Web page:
ZeroAvia’s mission to transition the world to zero-emission, hydrogen-fueled flight picked up a significant tailwind today as the startup announced $21.4 million in new funding in a Series A round. Breakthrough Energy Ventures and Ecosystem Integrity Fund led the raise, with follow-on investors Amazon Climate Pledge Fund, Horizons Ventures, Shell Ventures, and Summa Equity. In addition, the company established a partnership with British Airways and received approval for new UK government funding through the ATI Programme to deliver an additional $16.3 million of non-dilutive funding breakthrough 19-seat hydrogen-electric powered aircraft that is market-ready by 2023. Today’s announcement brings the total new funding to $37.7 million and the total funding since inception to $49.7 million.
The fundraise allows ZeroAvia to accelerate the development of its hydrogen-electric powertrain further. The Series A funds the next phase of the company’s R&D program, which focuses on developing and testing the certification-ready ZA-600 powertrain capable of flying 10-20 seat aircraft up to 500 miles. The investment comes on the heels of the company completing the UK’s first-ever commercial-scale battery-electric flight in June 2020 and the first flight of the largest hydrogen fuel cell aircraft in September 2020 as part of the innovative HyFlyer I project. ZeroAvia expects a long-distance flight of 250 miles in the next three months.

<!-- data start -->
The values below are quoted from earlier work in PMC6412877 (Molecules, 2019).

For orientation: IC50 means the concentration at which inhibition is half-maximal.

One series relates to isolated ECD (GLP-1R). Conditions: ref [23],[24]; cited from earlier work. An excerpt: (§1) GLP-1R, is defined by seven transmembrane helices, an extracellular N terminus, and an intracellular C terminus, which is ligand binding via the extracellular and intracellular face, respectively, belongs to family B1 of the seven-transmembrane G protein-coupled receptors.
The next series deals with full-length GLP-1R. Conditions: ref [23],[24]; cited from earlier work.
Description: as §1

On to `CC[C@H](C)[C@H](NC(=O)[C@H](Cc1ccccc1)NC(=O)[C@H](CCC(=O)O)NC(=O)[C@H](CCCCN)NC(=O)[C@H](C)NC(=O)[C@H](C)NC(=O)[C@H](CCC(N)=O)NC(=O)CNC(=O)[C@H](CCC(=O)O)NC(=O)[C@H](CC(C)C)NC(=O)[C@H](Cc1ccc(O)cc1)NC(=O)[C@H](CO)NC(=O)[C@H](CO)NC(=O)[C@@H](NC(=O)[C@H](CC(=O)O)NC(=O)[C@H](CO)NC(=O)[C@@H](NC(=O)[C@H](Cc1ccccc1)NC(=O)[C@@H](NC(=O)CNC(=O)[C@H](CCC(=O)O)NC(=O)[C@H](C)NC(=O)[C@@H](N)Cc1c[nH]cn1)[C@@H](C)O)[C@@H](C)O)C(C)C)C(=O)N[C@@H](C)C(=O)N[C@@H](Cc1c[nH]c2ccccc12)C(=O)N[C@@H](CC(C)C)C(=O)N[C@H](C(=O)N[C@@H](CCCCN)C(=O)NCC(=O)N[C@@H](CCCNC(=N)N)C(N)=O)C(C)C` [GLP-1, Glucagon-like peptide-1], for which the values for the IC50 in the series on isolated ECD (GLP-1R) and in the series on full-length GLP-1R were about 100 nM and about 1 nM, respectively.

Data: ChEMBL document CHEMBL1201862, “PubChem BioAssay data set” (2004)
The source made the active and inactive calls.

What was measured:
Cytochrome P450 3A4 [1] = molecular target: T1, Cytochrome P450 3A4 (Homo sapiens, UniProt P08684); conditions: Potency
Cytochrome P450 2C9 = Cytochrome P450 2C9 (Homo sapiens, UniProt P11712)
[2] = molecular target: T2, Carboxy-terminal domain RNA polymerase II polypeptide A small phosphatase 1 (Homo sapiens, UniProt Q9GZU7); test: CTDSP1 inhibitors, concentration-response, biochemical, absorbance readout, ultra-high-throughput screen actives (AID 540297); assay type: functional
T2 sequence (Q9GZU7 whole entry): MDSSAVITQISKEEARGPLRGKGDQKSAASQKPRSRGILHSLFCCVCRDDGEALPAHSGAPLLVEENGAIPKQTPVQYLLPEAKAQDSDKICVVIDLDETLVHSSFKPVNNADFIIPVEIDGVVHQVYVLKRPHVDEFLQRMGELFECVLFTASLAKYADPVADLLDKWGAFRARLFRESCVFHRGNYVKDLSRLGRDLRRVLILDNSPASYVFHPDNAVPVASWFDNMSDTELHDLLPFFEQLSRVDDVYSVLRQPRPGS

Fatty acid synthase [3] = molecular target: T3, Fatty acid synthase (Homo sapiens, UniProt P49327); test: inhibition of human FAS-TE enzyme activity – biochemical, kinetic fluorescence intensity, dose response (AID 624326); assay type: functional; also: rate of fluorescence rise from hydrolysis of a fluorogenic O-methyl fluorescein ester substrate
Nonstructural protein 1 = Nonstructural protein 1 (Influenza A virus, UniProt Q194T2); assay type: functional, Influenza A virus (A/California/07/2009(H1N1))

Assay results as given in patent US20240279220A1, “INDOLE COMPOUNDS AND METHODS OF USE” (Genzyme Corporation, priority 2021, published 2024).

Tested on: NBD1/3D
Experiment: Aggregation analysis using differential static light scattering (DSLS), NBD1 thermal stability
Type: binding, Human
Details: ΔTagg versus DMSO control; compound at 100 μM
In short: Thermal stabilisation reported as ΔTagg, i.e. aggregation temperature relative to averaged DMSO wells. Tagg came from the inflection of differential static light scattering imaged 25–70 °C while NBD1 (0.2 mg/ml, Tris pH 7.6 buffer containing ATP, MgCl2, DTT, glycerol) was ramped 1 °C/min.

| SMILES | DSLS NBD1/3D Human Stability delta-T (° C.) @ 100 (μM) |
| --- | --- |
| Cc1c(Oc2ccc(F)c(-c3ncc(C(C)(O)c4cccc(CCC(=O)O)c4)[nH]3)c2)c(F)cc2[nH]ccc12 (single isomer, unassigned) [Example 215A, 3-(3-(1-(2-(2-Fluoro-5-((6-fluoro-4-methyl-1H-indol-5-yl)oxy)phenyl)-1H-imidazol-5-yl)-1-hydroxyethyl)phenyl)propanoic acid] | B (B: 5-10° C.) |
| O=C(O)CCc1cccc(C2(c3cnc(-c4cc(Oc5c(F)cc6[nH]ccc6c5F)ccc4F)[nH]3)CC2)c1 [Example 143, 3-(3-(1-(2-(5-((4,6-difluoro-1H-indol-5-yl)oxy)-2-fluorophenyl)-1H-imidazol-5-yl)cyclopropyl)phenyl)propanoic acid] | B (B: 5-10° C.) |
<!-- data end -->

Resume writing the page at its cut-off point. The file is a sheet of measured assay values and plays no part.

ZeroAvia offers the hydrogen-fueled powertrain technology to replace conventional engines in propeller aircraft resulting in zero-emissions, lower noise, lower fuel and maintenance costs and a total trip cost reduction. By 2026, ZeroAvia intends to realise flights over 500 miles range in aircraft with up to 80 seats, and by 2030 over 1,000-mile flights in aircraft with over 100 seats.
The funding is on the heels of a partnership with British Airways in a project to explore how hydrogen-powered aircraft can play a leading role in the future of sustainable flying. With sustainability of increasing importance at British Airways, the collaboration will embed ZeroAvia in the heart of the airline to work alongside mentors and experts to explore the transformational possibilities of moving from fossil fuels to zero-emission hydrogen to power the airline’s future fleet. The partnership forms part of the International Airlines Group’s industry-leading Hangar 51 accelerator programme.
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While battery/fuel cell flight needs to be developed, it is unlikely that this technology can power long haul flights with large numbers of passengers. The green fossil free technology that can be used to power such existing aircraft is fossil-free hydrocarbon fuel, produced with carbon dioxide captured from the air using the time tried and tested Fischer Tropsch process and green hydrogen and electricity to manufacture fossil-free hydrocarbons.